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Lighting law moves on, points down

The city council Wednesday unanimously approved a lighting ordinance that it hopes will do a better job of separating light and darkness, and save people money at the same time.

“This is a win-win situation,” said council member Debbie Vancil, the ordinance’s chief proponent. “Lights that are in compliance won’t cost more than their inefficient counterparts, and will be less expensive to operate.”

The ordinance brings together in one section various provisions already in city code. It forbids “light trespass,” defined as any light shining directly beyond the owner’s property, or indirectly with a brightness greater than one-tenth of a foot candle – the amount of light a 60-watt bulb emits at 25 feet.

The ordinance requires that all outdoor fixtures be shielded, so light is directed only at the area to be illuminated, rather that into the sky or away from the owner’s property.

The ordinance also requires that lights be pointed downward – a concern of local astronomers, who backed the law to keep the night skies dark.

“People who keep in mind that lights must be shielded and aimed down will be in compliance,” Vancil said.

The ordinance won’t take effect until Jan. 1, 2003. At the same time it passed the ordinance, the council passed a resolution directing the city to undertake an educational program to let people know what the ordinance will require.

The ordinance doesn’t specifically exempt already existing lights, but allows them to be on until 9 p.m. without being in violation.

“It was the lights shining all night that people saw as being a problem,” said Christine Nasser Rolfes, chair of the council’s land use committee, which recommended the ordinance.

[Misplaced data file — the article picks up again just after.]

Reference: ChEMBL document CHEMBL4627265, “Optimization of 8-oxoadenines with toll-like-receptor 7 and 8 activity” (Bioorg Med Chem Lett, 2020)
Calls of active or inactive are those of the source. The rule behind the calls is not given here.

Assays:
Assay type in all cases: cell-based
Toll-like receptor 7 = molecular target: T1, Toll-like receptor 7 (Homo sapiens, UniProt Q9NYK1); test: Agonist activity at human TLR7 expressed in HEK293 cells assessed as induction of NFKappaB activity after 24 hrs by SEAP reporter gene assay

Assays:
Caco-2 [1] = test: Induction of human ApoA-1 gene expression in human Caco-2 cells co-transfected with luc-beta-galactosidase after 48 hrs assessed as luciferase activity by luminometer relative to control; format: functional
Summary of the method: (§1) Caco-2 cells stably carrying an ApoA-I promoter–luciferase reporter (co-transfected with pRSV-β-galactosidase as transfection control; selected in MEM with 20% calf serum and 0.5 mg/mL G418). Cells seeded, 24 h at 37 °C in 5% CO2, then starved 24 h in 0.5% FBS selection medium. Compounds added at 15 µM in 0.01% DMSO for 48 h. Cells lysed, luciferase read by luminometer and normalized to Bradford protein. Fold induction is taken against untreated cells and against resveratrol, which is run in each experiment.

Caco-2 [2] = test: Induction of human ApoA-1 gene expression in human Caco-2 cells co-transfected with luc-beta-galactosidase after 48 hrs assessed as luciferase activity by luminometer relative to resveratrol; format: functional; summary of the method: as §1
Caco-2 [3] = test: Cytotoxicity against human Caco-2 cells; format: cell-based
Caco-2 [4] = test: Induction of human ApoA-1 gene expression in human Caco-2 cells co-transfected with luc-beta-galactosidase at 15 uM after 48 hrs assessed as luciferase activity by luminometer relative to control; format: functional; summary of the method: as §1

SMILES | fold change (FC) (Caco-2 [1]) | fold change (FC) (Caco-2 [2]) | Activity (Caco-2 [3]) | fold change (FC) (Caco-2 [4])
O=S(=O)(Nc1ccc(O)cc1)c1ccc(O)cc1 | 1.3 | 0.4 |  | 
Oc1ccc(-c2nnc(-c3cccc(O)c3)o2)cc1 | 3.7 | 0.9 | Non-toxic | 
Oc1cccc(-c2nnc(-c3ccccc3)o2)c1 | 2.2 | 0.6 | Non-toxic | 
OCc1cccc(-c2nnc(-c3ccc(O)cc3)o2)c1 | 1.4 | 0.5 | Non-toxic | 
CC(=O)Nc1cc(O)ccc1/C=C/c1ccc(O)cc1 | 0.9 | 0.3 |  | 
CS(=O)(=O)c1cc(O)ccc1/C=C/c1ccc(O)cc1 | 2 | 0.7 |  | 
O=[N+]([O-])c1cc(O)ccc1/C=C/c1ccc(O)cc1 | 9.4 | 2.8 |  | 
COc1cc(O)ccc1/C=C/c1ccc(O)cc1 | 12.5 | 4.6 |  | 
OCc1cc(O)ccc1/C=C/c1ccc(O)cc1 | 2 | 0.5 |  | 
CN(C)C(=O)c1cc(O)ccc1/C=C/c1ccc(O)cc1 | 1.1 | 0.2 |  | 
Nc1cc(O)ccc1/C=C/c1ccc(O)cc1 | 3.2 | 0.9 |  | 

Traffic-control lights, vehicle lights, navigation lights and temporary emergency lights are exempt. Existing street lights are exempt, but replacement street lights are required to comply.

Lights burning fossil fuels are also exempt – a concession to exterior gaslights with an old-fashioned motif, Vancil said, but a proviso that would also cover tiki torches for the summer luau.

The committee considered exempting outdoor sports lights – the lights on the high school football field were the prime concern – but determined that no exemption was needed.

“There is so much that can be done with new and existing recreational lights, that we didn’t think it would be necessary,” Vancil said.

The ordinance does give the planning director the authority to approve temporary or periodic exemptions.

Like all ordinances, enforcement will come in response to complaints.

“If the community supports the law, enforcement will be minimal,” Vancil said. “And from what we’ve heard, this is something that the community wants.”

Community Events, April 2014

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